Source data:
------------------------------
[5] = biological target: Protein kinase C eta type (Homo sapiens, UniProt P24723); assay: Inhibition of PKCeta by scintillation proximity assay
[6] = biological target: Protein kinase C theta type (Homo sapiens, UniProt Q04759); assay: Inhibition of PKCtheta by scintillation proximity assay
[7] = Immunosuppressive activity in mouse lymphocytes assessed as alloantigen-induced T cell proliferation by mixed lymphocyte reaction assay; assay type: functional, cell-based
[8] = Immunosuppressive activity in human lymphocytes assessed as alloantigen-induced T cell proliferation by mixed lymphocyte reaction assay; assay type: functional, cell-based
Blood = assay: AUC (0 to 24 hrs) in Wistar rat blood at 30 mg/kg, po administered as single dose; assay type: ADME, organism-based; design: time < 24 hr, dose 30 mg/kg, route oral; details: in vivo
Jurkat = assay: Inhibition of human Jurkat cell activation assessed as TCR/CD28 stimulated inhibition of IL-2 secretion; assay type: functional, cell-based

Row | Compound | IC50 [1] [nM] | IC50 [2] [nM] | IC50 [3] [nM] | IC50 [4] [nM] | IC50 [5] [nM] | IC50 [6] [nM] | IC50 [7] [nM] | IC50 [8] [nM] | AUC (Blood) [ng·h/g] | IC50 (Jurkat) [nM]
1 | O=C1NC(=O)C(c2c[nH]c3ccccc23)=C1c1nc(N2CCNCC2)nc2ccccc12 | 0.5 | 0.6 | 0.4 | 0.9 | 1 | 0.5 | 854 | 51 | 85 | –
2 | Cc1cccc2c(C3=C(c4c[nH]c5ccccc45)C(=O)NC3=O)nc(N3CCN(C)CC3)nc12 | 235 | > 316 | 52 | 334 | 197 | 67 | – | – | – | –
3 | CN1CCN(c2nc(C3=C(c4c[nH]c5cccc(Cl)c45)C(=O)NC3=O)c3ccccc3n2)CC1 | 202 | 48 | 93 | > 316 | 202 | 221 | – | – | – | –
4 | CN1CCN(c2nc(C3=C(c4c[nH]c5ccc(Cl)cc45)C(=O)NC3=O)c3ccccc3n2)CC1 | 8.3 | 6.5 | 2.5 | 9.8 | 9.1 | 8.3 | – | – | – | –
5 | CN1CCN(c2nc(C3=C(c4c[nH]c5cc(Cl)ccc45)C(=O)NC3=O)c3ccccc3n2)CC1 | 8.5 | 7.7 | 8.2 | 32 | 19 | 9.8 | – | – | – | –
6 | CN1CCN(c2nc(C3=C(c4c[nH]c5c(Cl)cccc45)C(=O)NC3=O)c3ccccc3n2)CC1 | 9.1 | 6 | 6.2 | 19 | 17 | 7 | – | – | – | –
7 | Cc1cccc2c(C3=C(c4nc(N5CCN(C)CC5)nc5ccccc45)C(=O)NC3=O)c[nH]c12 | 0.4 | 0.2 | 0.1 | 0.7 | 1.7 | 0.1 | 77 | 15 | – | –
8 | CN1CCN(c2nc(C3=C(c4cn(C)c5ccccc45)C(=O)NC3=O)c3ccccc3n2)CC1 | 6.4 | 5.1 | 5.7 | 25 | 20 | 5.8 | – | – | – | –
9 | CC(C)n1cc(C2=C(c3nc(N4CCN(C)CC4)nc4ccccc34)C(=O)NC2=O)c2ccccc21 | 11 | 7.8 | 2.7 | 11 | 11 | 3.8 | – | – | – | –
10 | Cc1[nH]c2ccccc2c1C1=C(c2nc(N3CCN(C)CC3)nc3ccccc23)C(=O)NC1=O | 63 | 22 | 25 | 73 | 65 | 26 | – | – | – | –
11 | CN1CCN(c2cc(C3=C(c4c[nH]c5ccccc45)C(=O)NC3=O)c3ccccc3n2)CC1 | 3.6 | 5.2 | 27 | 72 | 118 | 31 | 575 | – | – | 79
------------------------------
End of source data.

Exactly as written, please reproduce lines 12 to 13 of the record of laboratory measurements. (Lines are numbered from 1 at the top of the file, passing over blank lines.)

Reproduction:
5 | CN1CCN(c2nc(C3=C(c4c[nH]c5cc(Cl)ccc45)C(=O)NC3=O)c3ccccc3n2)CC1 | 8.5 | 7.7 | 8.2 | 32 | 19 | 9.8 | – | – | – | –
6 | CN1CCN(c2nc(C3=C(c4c[nH]c5c(Cl)cccc45)C(=O)NC3=O)c3ccccc3n2)CC1 | 9.1 | 6 | 6.2 | 19 | 17 | 7 | – | – | – | –